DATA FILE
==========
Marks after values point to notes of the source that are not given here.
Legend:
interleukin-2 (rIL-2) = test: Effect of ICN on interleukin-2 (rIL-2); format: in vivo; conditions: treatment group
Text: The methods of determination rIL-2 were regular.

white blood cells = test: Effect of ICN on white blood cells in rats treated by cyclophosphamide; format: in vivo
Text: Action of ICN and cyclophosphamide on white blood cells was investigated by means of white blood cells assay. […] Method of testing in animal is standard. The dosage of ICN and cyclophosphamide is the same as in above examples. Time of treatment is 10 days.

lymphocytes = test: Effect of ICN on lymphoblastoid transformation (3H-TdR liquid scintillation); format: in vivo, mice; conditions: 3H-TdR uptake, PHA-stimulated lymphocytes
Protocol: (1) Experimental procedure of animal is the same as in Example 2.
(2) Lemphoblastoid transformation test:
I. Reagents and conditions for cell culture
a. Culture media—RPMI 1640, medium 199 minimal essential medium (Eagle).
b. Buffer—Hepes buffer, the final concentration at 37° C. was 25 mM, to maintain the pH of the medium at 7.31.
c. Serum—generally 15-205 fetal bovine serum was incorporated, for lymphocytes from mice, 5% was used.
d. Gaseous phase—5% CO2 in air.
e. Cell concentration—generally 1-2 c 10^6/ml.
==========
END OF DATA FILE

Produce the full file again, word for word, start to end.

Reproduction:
Marks after values point to notes of the source that are not given here.
Legend:
interleukin-2 (rIL-2) = test: Effect of ICN on interleukin-2 (rIL-2); format: in vivo; conditions: treatment group
Text: The methods of determination rIL-2 were regular.

white blood cells = test: Effect of ICN on white blood cells in rats treated by cyclophosphamide; format: in vivo
Text: Action of ICN and cyclophosphamide on white blood cells was investigated by means of white blood cells assay. […] Method of testing in animal is standard. The dosage of ICN and cyclophosphamide is the same as in above examples. Time of treatment is 10 days.

lymphocytes = test: Effect of ICN on lymphoblastoid transformation (3H-TdR liquid scintillation); format: in vivo, mice; conditions: 3H-TdR uptake, PHA-stimulated lymphocytes
Protocol: (1) Experimental procedure of animal is the same as in Example 2.
(2) Lemphoblastoid transformation test:
I. Reagents and conditions for cell culture
a. Culture media—RPMI 1640, medium 199 minimal essential medium (Eagle).
b. Buffer—Hepes buffer, the final concentration at 37° C. was 25 mM, to maintain the pH of the medium at 7.31.
c. Serum—generally 15-205 fetal bovine serum was incorporated, for lymphocytes from mice, 5% was used.
d. Gaseous phase—5% CO2 in air.
e. Cell concentration—generally 1-2 c 10^6/ml.